● Service providers continuously update their offers of pond management/business services in line with fish farmer needs and available research knowledge.
● Consistent and easy to convey gender related behavior change messages (i.e., around women's important roles and work burdens) will be designed and integrated into the BMP package and will be updated as required.
● Service providers adopt a code of conduct to ensure consistency in instruction.
● Public/private sector mechanism in place to translate emergent issues (i.e., latest biosecurity research) in BMP and their dissemination.

Pond fish farmers:
● More women and men pond farmers adopt the full bundle of BMPs customized to their local conditions leading to increased productivity and income from fish farming. Besides, availability and consumption of nutrient-rich fishes will ensure more diverse foods, and thus contribute to improving family nutrition.

This will ultimately lead to increased productivity, income from fish farming and improved dietary diversity. The activity will continue to work with all key market system actors – private sector, government, universities, and civil society organizations – to re-align functions with the players best-positioned to advance continued aquaculture transformation that is inclusive of disadvantaged groups, including women and youth. The activity aims to reach 400,000 fish producers by the end of its mandate.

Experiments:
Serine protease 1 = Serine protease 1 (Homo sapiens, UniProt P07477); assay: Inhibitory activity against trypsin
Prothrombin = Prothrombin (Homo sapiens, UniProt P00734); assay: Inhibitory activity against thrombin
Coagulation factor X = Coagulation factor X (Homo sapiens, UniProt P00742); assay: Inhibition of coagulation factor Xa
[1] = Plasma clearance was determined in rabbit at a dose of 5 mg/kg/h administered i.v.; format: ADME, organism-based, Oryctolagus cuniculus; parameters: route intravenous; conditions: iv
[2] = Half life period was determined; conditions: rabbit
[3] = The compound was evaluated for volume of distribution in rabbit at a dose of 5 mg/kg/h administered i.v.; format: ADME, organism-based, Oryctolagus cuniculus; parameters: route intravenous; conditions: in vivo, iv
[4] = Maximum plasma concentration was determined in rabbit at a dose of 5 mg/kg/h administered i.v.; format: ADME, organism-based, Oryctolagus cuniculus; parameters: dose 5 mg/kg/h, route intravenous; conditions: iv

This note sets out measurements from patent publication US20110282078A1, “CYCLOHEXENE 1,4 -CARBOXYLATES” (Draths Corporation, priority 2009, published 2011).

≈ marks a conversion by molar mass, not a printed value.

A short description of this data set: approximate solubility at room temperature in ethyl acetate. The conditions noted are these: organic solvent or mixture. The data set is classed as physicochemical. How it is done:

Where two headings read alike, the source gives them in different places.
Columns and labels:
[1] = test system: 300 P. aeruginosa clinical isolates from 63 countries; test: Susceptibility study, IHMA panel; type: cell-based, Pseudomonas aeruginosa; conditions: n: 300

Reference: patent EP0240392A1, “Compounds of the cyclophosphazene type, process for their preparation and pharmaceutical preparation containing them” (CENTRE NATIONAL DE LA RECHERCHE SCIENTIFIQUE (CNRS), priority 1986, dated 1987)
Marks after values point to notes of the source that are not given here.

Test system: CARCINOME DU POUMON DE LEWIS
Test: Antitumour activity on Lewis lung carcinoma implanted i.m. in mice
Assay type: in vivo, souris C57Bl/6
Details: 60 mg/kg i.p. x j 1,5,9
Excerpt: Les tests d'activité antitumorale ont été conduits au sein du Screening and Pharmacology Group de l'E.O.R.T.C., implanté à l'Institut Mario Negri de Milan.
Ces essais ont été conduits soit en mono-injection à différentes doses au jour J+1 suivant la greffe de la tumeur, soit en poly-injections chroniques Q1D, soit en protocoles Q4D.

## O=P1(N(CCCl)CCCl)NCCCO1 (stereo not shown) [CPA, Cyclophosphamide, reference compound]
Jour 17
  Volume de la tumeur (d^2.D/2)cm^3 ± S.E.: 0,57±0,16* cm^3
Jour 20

Stage of Maturity and Sphere of influence

  • Stage of Maturity: Stage 1

  • Contributions in sphere of influence:
    1.3.4 - More efficient use of inputs
    1.4.2 - Closed yield gaps through improved agronomic and animal husbandry practices


This work was undertaken as part of the CGIAR Research Program on Fish Agri-Food Systems (FISH) led by WorldFish. The program is supported by contributors to the CGIAR Trust Fund. Funding support for this work was provided by USAID under Feed the Futur iniative, Bangladesh Aquaculture and  Nutrition Activity.


aquaculture pond management improved pond management practices


About the author

WADUD AKM ABDUL is at WorldFish - WF.